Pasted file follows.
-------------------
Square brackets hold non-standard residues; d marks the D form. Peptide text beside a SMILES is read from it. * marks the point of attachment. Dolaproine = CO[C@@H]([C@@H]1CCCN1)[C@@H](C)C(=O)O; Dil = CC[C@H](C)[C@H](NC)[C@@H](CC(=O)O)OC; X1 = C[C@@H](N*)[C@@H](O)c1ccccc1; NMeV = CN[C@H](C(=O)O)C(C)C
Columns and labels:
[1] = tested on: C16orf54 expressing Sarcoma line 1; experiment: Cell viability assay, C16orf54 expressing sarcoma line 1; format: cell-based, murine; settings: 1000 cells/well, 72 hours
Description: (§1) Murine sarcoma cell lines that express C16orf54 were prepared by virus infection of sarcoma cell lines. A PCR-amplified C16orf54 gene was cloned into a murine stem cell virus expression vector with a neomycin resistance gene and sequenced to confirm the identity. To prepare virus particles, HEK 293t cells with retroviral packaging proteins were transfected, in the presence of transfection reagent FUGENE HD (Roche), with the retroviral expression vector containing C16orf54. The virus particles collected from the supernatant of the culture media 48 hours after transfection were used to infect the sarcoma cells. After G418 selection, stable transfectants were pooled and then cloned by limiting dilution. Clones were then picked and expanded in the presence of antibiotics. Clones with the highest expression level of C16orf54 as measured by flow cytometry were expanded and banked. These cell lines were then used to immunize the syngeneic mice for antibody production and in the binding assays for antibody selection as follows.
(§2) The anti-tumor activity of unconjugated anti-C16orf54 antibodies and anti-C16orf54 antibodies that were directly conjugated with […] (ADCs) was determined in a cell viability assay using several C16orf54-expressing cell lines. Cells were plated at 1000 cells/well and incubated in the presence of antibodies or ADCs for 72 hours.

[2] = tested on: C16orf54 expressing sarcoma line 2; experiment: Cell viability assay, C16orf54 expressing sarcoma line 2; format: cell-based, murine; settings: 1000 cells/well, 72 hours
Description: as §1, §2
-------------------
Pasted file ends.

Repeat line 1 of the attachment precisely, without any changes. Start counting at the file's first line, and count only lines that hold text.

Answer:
Square brackets hold non-standard residues; d marks the D form. Peptide text beside a SMILES is read from it. * marks the point of attachment. Dolaproine = CO[C@@H]([C@@H]1CCCN1)[C@@H](C)C(=O)O; Dil = CC[C@H](C)[C@H](NC)[C@@H](CC(=O)O)OC; X1 = C[C@@H](N*)[C@@H](O)c1ccccc1; NMeV = CN[C@H](C(=O)O)C(C)C